Liberation upon Hearing: Voice, Morality, and Death in a Buddhist World
Article first published online: 12 MAR 2014
© 2014 by the American Anthropological Association.
Special Issue: Moral Experience
Volume 42, Issue 1, pages 101–118, March 2014
How to Cite
Desjarlais, R. (2014), Liberation upon Hearing: Voice, Morality, and Death in a Buddhist World. Ethos, 42: 101–118. doi: 10.1111/etho.12041
- Issue published online: 12 MAR 2014
- Article first published online: 12 MAR 2014
- Tibetan Buddhism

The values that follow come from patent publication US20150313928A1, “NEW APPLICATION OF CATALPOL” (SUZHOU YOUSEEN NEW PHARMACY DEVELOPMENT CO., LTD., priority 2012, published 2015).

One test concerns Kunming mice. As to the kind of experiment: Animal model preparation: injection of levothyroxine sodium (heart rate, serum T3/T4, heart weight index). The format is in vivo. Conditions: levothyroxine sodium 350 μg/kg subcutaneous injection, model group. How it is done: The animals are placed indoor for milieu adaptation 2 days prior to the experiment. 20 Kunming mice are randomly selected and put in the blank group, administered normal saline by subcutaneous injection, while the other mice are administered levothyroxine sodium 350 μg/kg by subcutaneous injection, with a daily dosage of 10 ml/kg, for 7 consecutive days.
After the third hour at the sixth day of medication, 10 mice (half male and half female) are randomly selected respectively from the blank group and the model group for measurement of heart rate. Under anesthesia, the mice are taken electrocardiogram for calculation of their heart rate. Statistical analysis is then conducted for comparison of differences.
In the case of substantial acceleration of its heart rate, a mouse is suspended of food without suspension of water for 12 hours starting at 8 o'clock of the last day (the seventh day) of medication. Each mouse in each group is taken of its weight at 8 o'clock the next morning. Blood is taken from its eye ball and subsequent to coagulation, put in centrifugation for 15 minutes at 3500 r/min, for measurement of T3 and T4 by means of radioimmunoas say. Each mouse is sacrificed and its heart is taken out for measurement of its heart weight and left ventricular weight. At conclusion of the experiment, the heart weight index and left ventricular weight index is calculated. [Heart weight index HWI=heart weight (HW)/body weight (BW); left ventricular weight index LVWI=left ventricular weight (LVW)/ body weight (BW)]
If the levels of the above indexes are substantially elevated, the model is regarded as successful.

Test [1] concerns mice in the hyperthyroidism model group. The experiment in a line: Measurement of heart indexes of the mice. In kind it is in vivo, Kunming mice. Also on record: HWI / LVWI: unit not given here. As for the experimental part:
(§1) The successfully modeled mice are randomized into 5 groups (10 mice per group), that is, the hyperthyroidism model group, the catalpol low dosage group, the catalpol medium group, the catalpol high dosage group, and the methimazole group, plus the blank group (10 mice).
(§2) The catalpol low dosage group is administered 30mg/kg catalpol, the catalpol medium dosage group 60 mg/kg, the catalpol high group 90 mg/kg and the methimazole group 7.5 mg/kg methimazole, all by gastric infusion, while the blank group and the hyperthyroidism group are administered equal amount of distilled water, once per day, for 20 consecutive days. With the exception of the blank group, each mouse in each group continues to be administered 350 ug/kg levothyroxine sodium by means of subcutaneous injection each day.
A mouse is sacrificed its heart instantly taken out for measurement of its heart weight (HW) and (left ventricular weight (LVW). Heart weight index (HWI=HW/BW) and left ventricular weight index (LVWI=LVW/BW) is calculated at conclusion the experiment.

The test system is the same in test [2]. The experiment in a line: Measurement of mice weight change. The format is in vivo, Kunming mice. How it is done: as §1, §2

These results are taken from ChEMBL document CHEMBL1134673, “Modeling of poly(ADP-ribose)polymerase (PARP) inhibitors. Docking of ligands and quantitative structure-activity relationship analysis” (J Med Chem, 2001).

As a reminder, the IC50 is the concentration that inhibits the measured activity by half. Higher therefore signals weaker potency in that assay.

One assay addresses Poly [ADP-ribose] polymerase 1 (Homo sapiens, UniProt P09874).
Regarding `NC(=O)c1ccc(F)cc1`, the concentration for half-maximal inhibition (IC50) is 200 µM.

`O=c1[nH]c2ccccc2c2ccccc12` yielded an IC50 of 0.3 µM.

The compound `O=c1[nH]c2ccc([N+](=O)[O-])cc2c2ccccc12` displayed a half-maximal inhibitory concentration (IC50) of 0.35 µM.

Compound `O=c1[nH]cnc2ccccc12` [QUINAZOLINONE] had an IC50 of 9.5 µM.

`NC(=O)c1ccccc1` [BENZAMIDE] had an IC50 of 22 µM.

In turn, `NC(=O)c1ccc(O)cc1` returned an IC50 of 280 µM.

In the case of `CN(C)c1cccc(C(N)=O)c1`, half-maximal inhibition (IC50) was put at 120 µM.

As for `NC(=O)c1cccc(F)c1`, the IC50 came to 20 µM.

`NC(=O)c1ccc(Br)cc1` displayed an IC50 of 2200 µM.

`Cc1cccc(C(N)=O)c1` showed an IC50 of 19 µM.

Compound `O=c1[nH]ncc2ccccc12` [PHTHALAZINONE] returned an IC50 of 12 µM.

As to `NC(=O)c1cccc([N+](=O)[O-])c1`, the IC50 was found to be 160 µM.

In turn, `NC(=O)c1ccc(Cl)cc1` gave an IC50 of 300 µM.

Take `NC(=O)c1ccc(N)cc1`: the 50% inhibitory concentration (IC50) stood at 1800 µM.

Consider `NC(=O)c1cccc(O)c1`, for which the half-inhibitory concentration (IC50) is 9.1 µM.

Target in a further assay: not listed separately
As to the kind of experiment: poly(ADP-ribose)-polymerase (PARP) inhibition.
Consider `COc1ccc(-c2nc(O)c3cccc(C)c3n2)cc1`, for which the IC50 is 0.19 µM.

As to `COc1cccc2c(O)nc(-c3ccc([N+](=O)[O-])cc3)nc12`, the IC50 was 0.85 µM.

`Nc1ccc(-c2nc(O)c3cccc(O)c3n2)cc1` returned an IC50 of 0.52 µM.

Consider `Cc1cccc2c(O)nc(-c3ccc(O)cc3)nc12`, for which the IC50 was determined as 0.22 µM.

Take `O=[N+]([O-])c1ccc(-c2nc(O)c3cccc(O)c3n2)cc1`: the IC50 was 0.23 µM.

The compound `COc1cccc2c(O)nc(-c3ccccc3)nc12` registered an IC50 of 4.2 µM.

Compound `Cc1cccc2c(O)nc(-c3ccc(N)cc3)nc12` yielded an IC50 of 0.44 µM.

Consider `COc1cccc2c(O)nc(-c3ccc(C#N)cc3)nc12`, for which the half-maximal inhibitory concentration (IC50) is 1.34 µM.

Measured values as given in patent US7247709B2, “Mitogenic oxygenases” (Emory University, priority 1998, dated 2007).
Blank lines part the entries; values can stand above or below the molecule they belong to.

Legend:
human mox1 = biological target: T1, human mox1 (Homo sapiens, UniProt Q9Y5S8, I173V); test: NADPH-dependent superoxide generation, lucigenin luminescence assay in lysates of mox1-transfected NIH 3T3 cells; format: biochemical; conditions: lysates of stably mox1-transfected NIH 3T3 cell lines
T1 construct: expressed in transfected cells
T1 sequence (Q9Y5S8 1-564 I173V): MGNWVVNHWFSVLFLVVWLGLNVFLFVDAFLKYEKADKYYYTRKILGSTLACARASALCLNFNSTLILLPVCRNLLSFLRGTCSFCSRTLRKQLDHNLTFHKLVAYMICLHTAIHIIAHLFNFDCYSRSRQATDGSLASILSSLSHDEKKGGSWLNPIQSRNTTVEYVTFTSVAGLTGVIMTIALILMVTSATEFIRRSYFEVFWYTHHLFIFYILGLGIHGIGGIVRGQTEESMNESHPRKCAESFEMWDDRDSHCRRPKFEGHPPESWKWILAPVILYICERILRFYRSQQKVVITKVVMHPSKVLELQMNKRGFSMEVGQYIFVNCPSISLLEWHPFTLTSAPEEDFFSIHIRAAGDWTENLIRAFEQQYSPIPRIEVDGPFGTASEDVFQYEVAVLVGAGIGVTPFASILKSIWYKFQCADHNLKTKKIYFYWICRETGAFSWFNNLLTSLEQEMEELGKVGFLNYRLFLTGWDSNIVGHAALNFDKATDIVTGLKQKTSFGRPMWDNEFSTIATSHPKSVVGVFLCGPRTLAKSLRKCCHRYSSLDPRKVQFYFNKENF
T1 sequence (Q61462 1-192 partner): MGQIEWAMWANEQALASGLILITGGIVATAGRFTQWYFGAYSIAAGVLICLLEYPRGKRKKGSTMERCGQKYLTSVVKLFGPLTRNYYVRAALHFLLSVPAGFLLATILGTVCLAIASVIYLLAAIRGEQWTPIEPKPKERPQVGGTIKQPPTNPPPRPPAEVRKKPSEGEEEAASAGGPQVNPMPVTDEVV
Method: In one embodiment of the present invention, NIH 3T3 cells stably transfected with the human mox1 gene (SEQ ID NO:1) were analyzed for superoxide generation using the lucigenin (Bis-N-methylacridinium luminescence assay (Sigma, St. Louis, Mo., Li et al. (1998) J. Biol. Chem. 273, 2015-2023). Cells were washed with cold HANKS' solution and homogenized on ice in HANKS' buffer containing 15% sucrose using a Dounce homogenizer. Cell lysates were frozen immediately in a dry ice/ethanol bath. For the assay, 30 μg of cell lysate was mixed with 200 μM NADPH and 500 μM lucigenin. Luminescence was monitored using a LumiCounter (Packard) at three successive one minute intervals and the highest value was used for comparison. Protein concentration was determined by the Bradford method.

This essay considers morally salient dimensions of dying, death, and mourning among Yolmo Buddhists of Nepal. It attends in particular to certain procedures of speech, touch, vision, and bodily and vocal guidance and copresence in times of dying and grief. An ethics of care informs the ways in which people comfort the dying and console the grief stricken. The moral responsibility that people observe here is a question of support and guidance, of providing attendant rhythms, and of a subtle “liberation upon hearing.” Through words and prayers, people create a gentle space for dying and accompany a person up to the moment of death. They also try to draw people back from the despair of grief. With these culturally informed arrangements of care and mourning, it is clear that language, prayer, music, and bodily presence serve as vehicles of moral support, attunement, and alteration.